Julian Assange: Pizza and a huge policing bill? Did he have to cost us so much?
Julian Assange and that estimated security bill of £12.6m for police monitoring his stay in the Ecuadorian Embassy - is this the most outrageous accommodation bill in history? Assange infamously fled to the Knightsbridge embassy seeking asylum way back in June 2012.
At the time, Mr Self-Styled Persecuted of Wikileaks was facing extradition to Sweden (he still is) to face allegations of sexual assault.
Some of these charges, which he has always denied, have now been dropped since police there have run out of time to question him under Swedish law. But an allegation of rape (which he also denies) is still outstanding.
Assange maintains that the court moves are a ruse to get him extradited, first to Sweden, so that he could then be sent on to the US to face charges of leaking American secrets.
But this is Sweden we're talking about. Sweden. One of the fairest, most liberal, most open nations on earth. Why would the Swedes collude in such a plan? Why would the women who made the allegations? This isn't Putin's Russia.
And it is entirely right, I think we'd all agree, that allegations of serious sexual assault - including rape - must be properly investigated. There is nothing unfair or unjust or outrageous about that.
Yet for three years now, Mr Assange has managed to avoid questioning and court action by remaining holed up in Ecuadorian diplomatic sanctuary. Ecuador was apparently worried about his human rights to the point where the country's government decided they could provide bedsit accommodation for him in their exclusive Knightsbridge address.
That's putting it mildly. It's cost the Metropolitan Police an estimated £12.6m to have mounted a guard outside in the years since. But now, this week, the Met announces the madness stops here. The bill is no longer considered "proportionate" (how was it ever?), although the place will remain under some sort of surveillance (undefined) and should Assange attempt to nip out for, say, a takeaway, they'll be on him faster than a Knightsbridge traffic warden.
It is hard to feel sympathy for Assange, who, in looks, has the vague air of a bottle blonde Jeremy Corbyn.
He moans that during his time holed up indoors, he has been deprived of fresh air and sunlight. That would be apart, presumably, from the odd foray onto the embassy balcony to address media below.
And if he is so concerned about vitamin deficiency, his diet would appear to suggest he's not too concerned about topping up the Vitamin D in food choices. After news of the Met move broke this week, photographers who have also kept something of a vigil outside, spotted a pizza being delivered to Mr J Assange.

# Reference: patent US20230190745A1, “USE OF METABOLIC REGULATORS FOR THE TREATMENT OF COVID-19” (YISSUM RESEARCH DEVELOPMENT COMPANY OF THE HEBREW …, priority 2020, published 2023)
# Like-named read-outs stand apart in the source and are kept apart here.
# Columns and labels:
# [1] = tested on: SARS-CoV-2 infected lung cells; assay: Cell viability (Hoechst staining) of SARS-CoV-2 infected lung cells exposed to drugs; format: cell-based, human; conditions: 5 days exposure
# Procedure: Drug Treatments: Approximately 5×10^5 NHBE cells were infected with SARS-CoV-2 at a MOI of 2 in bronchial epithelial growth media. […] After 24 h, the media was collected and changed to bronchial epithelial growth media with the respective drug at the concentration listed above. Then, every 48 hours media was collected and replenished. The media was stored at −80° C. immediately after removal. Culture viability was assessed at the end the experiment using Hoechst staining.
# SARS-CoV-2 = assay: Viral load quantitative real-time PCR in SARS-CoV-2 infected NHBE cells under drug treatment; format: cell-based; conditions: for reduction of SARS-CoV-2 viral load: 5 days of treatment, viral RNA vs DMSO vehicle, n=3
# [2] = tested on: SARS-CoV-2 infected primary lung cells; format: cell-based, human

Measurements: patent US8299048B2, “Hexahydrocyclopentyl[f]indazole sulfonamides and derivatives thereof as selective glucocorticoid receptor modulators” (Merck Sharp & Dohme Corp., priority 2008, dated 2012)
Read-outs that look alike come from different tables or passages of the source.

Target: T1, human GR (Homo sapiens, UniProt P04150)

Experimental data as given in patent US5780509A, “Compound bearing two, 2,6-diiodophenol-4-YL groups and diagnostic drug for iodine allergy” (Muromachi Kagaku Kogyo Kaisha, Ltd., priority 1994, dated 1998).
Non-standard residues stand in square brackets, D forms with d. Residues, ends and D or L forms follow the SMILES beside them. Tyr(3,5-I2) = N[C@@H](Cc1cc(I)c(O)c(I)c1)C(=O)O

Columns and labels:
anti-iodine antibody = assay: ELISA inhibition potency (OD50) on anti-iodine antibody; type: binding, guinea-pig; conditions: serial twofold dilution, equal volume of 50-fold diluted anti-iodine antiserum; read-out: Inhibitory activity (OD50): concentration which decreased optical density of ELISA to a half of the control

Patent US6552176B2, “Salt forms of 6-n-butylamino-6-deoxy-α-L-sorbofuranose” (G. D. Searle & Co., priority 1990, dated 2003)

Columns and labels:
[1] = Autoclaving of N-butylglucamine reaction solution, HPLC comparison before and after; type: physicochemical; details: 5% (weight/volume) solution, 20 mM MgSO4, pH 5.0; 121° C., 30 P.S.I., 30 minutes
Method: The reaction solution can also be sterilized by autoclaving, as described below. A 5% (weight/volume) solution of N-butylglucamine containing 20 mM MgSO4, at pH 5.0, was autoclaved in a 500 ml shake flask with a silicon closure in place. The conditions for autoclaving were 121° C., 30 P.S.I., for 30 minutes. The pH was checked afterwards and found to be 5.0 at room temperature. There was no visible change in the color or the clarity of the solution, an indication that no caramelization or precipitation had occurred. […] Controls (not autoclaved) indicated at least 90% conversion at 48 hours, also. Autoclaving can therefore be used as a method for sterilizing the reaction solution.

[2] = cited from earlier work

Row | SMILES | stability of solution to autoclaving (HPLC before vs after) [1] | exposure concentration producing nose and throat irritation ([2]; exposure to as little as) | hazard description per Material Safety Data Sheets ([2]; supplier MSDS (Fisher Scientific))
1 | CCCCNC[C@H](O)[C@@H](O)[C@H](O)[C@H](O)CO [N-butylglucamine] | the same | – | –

Who has been paying for all this? Not just forking out the pizza dough (although that is a good question, too) but stumping up for that entire eye-watering security tab?
Short answer - the taxpayer.
Think how far that £12.6m could have gone to alleviate the sort of suffering we've seen in the news of late coming out of the migrant camps ...
How did the Met ever rack up such a bill in the first place? Approximately £4m per year works out at over ten grand a day. Who was standing guard? The Kardashians?
The problem the Met has had here (see also investigations into media phone-hacking - £40m - and the search for Madeleine McCann - £11m) is that when it takes these very high-profile stances on these very high-profile cases, it is hard to withdraw or even change tack.
Justice must be done, but to use the Met's own word, at some point there needs to be some sense of proportionate response.
In the case of Assange, pursue him absolutely, yes. But that £12.6m is a shameful sum. Surely there had to be a cheaper way of monitoring this man's movements.
Have they thought about posing as pizza delivery?
Shops' fave good cause? Themselves
Coming through an American airport this week, I was stopped in a newsagents by a lady with the husky tones of one of Homer Simpson's sisters and the steely eye of Mr Burns and asked if I'd like to buy, "something from this selection".
She was gesturing towards small items being sold as "treats for the troops". I have nothing but admiration for the troops and nothing against sending them gifts.
But this was another example - of which we also have many here - of shops now flogging us items (and thus boosting their own profits) in the name of (them) supporting charity. Too cynical.
Will crash video change anything?
The mother of a lad in England has released a video showing her son in a car being driven at reckless speed moments before his death. He can be heard asking the driver to slow down.
The video is, as reports say, "harrowing." His heartbroken mother wants it to be a warning to others. It is well-meaning and selfless of her to release the video. But you wonder how much it will actually warn off reckless youth, the target audience of risk takers who, after all, those scenes were originally being filmed to impress.
The young think they're invincible. They don't think it will ever happen to them.